Credit Suisse overlooked red flags for years while a rogue private banker stole from billionaire clients, according to a report for Switzerland's financial regulator. It says the activities of Patrice Lescaudron -- sentenced to five years in prison in 2018 for fraud and forgery -- triggered hundreds of alerts in the bank that weren't fully probed. In addition, some dozen executives or managers knew he repeatedly broke rules, but turned a blind eye.

In other financial news...

-- GPB Capital and three men tied to the private-equity firm face charges over a $1.7 billion Ponzi-like arrangement.

-- Last year's first-time traders are learning that a lot of buying and selling means a lot of tax consequences.

-- Greek-yogurt maker Chobani is considering an IPO this year valuing it at $7 billion to $10 billion.

-- Genetics startup 23andMe is teaming up with a blank-check company backed by Richard Branson's Virgin Group to go public in a deal valuing it at $3.5 billion.

Brazilian miner Vale agreed to pay $7 billion in compensation to the state of Minas Gerais, where the collapse of its dam two years ago killed 270 people, polluted rivers and obliterated the surrounding landscape. The miner's shares, up about 60% since the disaster in the city of Brumadinho, initially rose after news of the settlement, signaling investors' hopes that the company can finally move past the disaster.

From reporter Samantha Pearson:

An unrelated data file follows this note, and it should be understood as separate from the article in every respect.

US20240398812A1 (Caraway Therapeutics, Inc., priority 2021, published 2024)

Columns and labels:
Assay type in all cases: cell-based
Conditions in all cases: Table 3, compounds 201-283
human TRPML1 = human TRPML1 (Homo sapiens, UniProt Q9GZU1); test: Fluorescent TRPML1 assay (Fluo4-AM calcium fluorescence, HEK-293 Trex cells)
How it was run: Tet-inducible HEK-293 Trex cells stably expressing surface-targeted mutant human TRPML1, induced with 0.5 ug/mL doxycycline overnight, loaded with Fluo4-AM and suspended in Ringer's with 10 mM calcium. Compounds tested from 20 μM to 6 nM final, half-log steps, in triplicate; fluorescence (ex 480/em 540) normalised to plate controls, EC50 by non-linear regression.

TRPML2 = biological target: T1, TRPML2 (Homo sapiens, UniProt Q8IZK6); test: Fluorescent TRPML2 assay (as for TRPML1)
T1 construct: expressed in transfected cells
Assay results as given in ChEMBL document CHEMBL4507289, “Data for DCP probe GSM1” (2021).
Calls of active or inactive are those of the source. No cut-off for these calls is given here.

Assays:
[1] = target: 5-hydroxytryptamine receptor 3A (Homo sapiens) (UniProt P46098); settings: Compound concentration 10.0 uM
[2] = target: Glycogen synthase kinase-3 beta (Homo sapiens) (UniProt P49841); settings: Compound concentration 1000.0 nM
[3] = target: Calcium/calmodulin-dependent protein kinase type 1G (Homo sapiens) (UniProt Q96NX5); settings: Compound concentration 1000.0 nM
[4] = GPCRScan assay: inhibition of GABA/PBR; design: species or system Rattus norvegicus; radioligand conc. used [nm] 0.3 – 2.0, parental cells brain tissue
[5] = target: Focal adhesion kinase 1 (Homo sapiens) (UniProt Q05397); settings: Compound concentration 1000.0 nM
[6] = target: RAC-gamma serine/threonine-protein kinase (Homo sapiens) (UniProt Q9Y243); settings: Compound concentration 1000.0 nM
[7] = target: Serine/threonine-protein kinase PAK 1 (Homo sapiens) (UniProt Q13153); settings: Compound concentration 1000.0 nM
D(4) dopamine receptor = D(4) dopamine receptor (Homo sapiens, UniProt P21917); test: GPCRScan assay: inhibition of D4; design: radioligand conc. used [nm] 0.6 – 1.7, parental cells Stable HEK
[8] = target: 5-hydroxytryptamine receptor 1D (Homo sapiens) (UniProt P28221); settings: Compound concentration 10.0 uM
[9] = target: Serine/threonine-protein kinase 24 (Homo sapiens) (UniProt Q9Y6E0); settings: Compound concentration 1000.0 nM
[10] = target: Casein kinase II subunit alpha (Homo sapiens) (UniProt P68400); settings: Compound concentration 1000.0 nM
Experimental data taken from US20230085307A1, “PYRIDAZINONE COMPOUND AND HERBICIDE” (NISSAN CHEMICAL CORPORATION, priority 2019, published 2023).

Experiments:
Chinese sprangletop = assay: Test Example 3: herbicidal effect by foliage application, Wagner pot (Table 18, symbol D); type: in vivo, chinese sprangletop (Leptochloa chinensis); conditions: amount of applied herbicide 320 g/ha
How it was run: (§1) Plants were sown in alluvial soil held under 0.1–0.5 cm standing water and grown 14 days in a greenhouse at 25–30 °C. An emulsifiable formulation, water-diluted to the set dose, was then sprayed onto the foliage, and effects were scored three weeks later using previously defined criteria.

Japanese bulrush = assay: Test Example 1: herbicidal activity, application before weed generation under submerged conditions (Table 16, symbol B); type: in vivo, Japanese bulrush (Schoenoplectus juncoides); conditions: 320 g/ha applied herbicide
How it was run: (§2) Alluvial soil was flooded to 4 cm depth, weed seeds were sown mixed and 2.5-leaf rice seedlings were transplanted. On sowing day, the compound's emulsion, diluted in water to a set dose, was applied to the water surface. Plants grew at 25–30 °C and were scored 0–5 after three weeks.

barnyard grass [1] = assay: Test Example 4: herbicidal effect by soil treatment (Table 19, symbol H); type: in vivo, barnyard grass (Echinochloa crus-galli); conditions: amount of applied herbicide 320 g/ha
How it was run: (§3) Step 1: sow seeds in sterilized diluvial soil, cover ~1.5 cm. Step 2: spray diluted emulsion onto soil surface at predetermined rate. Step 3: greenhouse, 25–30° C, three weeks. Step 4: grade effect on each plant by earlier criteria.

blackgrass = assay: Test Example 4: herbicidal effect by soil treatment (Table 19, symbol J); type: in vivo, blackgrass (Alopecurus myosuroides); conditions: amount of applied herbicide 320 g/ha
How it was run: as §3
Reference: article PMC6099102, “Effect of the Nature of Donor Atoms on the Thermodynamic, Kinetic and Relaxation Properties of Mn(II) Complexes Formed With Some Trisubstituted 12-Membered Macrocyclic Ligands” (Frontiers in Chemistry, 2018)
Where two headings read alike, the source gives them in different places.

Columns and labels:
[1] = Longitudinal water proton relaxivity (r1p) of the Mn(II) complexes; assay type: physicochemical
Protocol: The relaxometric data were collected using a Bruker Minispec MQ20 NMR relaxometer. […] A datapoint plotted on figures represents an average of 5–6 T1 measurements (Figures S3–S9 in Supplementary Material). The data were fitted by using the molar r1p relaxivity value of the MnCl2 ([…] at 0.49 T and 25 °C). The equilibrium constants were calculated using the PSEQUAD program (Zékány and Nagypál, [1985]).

The settlement, though roughly 200 times Brumadinho's annual budget, isn't sufficient for many grieving residents whose loved ones were crushed by an avalanche of rocky mud. The real test of Brazil's justice system, they say, will be whether anyone actually goes to jail. Criminal charges against former Vale executives and directors are still pending.


-- Brazil's history of corruption, inequality and deforestation makes it a challenge to attract investors focused on environmental, social and governance issues.

President Biden issued sharp warnings over developments in Russia and Myanmar, and declared several policy shifts, including an increase in refugee admissions and a freeze on troop withdrawals from Germany. In his first foreign-policy speech as president, Mr. Biden reaffirmed Saudi Arabia as a key partner, but said the U.S. would end support for Saudi-led military operations in Yemen. He also named veteran diplomat Timothy Lenderking as a special envoy for Yemen, seeking a diplomatic resolution.

Fewer students are in school, remotely or in person

Limited data shows those learning remotely -- especially students of color and special-needs and elementary-school students -- attending less often than in-school classmates. President Biden is pushing to reopen schools, but standing in the way are new fast-spreading coronavirus strains, a slow vaccination rollout, uncertainty over economic-relief legislation and clashes between school districts and teachers' unions.

-- Some groups are lobbying to jump the vaccine queue.

-- Many older adults say the vaccination system is confusing and overloaded.

-- The guidance around masks is changing.

(END) Dow Jones Newswires

February 05, 2021 07:29 ET (12:29 GMT)

Copyright (c) 2021 Dow Jones & Company, Inc.